13 January 2006

Who you call, when you call and for how long — it's all for sale

AMERICAblog: All you need is the cell phone number you wish to track and a valid credit card.
I reported the other day that your cell phone records are on sale online for anyone to buy, without your permission. Well, this morning AMERICAblog bought former presidential candidate, and former Supreme Allied Commander of NATO (SACEUR), General Wesley Clark's cell phone records for one hundred calls made over three days in November 2005, no questions asked. (Clark's cell phone provider is Omnipoint Communications, which seems to be related to T-Mobile.)

All we needed was General Clark's cell phone number and our credit card, and 24 hours later we had one hundred calls the general made on his cell phone in November. The calls included a number of calls to Arkansas, to foreign countries, and at least one call to a prominent reporter at the Washington Post. To ensure that we actually had General Clark's correct cell phone number, we called the number this morning and the voice mail recording that answered said:

"Hi, this is Wes Clark, leave a message [unintelligible]."

News that cell phone records could be easily obtained is not a new revealation, but now with the disclosure that such a prominent citizen could also be affected has caused quite a mainstream media stir. Of course, the mainstream media is still in a slumber, not asking the appropriate questions and accepting at face value ludicrous explanations like someone can get records by contacting a cell phone company and pretending to be somebody else. Not that that can't and doesn't happen, but the mechanics of such a operation would not allow these services to offer fullscale availability of any cell phone customer's call data.

A Fox News report on Israeli spying in and on the U.S. lends claim that the culprit could be an Israel telecom.

Most directory assistance calls, and virtually all call records and billing in the U.S. are done for the phone companies by Amdocs Ltd., an Israeli-based private telecommunications company.

Amdocs has contracts with the 25 biggest phone companies in America, and more worldwide. The White House and other secure government phone lines are protected, but it is virtually impossible to make a call on normal phones without generating an Amdocs record of it.

In recent years, the FBI and other government agencies have investigated Amdocs more than once. The firm has repeatedly and adamantly denied any security breaches or wrongdoing. But sources tell Fox News that in 1999, the super secret national security agency, headquartered in northern Maryland, issued what's called a Top Secret sensitive compartmentalized information report, TS/SCI, warning that records of calls in the United States were getting into foreign hands – in Israel, in particular.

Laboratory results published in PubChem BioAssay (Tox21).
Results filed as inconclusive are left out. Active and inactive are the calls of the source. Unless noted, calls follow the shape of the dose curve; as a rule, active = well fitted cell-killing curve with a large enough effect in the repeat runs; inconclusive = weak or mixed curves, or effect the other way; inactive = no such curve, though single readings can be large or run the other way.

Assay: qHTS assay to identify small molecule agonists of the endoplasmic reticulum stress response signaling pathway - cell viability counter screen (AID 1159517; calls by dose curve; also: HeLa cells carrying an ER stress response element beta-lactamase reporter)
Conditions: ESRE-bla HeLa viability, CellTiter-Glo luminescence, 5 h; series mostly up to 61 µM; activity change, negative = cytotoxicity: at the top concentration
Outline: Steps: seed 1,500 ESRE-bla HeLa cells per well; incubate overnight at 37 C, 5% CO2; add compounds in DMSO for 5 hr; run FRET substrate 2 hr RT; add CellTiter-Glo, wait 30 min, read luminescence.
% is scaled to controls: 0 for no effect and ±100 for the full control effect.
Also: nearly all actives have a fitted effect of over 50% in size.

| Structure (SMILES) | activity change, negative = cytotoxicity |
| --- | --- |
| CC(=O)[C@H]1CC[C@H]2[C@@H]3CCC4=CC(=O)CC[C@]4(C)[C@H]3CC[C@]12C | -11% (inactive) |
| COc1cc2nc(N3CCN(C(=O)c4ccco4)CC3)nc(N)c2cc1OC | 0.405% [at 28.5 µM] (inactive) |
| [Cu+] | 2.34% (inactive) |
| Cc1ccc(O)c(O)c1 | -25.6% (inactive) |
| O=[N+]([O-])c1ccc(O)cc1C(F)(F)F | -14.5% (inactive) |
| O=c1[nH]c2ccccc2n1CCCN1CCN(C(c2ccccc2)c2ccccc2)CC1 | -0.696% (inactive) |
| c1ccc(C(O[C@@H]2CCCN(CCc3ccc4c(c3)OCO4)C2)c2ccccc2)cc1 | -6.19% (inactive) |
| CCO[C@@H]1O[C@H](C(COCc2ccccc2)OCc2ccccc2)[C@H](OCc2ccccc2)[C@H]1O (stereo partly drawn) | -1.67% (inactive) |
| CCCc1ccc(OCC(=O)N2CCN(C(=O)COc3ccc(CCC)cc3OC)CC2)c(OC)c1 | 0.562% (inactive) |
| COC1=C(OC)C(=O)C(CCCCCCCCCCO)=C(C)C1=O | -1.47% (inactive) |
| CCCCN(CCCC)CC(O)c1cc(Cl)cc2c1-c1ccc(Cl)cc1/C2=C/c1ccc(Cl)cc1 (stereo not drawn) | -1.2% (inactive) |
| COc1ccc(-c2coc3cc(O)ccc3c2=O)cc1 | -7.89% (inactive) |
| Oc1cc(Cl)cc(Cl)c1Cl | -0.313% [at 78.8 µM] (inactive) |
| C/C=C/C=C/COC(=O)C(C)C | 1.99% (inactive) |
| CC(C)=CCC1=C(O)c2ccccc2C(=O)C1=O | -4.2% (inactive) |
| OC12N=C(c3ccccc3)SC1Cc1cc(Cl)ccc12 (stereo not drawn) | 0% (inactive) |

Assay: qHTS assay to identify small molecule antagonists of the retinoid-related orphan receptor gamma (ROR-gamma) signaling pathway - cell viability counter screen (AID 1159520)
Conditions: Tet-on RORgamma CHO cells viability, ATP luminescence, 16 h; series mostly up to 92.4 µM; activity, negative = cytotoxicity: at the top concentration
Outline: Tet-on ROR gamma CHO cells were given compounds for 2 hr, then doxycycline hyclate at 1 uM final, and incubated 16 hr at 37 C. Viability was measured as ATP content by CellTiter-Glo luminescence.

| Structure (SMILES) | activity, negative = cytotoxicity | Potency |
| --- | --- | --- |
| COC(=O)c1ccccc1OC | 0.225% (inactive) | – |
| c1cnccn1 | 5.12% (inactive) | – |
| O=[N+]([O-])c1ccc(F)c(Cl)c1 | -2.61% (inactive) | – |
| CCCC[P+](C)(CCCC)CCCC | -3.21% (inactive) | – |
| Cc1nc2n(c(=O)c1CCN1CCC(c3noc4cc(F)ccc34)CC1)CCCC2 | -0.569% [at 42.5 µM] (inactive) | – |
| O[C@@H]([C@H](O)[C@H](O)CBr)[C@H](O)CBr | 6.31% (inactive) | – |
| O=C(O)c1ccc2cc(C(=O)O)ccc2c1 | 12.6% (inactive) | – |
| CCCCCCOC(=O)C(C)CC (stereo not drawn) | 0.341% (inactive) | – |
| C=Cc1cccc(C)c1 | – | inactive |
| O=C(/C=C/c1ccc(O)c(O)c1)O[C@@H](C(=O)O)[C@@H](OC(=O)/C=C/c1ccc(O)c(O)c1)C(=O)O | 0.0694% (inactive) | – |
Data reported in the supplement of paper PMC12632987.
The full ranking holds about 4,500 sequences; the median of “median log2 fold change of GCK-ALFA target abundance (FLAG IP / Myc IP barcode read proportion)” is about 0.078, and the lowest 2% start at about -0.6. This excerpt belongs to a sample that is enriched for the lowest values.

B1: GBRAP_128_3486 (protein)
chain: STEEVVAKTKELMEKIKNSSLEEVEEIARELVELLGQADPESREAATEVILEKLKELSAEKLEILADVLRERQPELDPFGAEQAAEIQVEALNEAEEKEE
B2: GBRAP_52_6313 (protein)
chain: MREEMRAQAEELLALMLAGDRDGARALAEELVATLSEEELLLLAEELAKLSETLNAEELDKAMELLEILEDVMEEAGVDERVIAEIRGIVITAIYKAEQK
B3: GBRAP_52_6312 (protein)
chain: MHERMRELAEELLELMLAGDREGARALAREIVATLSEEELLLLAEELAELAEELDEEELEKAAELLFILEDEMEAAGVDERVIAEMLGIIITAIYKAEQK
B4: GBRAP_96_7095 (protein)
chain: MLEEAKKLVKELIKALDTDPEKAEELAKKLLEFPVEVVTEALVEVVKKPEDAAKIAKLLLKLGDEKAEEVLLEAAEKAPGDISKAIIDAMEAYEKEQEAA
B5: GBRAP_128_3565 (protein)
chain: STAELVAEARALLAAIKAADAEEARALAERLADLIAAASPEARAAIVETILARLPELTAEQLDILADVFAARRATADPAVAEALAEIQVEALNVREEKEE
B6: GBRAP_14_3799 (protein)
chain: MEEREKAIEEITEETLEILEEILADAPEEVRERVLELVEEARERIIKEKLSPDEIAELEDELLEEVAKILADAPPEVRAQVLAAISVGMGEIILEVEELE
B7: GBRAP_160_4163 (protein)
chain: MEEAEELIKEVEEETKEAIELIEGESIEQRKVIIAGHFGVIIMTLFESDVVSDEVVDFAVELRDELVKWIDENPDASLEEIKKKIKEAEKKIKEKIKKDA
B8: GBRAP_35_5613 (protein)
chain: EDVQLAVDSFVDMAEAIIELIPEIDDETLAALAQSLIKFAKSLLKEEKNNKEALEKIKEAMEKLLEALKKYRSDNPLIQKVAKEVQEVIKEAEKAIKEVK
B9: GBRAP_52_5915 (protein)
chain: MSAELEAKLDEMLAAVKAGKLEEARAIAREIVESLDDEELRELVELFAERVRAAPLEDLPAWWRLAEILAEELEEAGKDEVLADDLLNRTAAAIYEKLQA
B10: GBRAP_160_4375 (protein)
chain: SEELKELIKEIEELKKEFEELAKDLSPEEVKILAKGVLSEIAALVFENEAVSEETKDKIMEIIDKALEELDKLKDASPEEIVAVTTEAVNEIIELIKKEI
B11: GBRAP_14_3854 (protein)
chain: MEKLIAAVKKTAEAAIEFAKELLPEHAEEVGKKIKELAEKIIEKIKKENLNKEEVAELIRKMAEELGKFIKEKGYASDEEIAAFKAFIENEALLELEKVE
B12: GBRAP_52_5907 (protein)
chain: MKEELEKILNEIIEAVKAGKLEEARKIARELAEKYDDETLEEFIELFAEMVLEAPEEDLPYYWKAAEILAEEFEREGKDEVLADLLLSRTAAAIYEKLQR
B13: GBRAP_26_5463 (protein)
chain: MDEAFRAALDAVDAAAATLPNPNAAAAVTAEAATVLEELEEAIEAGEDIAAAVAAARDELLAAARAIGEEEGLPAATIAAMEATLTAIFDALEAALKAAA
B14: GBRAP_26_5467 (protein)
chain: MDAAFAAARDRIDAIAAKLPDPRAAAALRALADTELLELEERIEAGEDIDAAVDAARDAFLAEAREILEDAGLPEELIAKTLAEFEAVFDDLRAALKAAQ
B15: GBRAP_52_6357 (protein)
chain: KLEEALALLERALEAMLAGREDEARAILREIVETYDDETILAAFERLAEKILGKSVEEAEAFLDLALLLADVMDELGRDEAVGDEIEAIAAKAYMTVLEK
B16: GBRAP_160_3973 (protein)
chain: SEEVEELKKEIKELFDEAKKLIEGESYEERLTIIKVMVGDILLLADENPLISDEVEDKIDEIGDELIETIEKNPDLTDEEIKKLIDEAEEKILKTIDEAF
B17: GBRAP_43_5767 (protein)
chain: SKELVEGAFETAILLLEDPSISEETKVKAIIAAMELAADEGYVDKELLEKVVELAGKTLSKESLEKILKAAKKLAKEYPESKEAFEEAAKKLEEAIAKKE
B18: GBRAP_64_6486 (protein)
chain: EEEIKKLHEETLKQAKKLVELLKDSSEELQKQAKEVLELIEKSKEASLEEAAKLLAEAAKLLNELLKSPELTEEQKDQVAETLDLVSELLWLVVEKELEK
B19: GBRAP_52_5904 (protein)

10 January 2006

Bringing Freedom to Iraq

US troops blast their way with bullets into the bedroom of an Iraqi journalist, cover his face with a hood, and take him away for questioning.
A prize-winning Iraqi journalist, working for the Guardian, was investigating claims that the US and Britain misused and misappropriated tens of millions of dollars belonging to Iraq. (I assume that's on top of the $9 billion in Iraqi money an audit last year said we "lost.")

A few days ago, the director of his film informed US authorities about what he had learned, and asked for an interview.

Yesterday, American troops stormed into his home, firing into the room where he, his wife, and children were sleeping, and took videotape that he shot for the film.

If that isn't an attempt to intimidate a journalist asking dangerous questions, I can't imagine what it is. But American journalists ought to demand some answers.

I reckon Mr. Fadhil's investigation uncovered some truths that "American authorities" were not interested in being exposed.

Just another consequence of an illegal, immoral invasion of a country that had nothing to do with defending America…

6 January 2006

Millions now share the knowledge that laws were intentionally passed to prevent the manual verification of electronic vote tabulation.

Ernie Hancock, Charles Goyette show producer, and Arizona Secretary of State candidate sounds off on the fraud in voting.
Millions now share the knowledge that laws were intentionally passed to prevent the manual verification of electronic vote tabulation.

The simple attempt to quickly hand-count a few hundred easily read and randomly selected ballots and comparing them to the computer vote totals has generated forceful opposition that exposes a very serious flaw: that votes counted by computer give the results they were programmed to produce.

And we have no way to verify the source code of the programming. Yet across the country, government representatives still advocate for the elimination of paper records so "messy recounts" can be replaced with a second push of a button.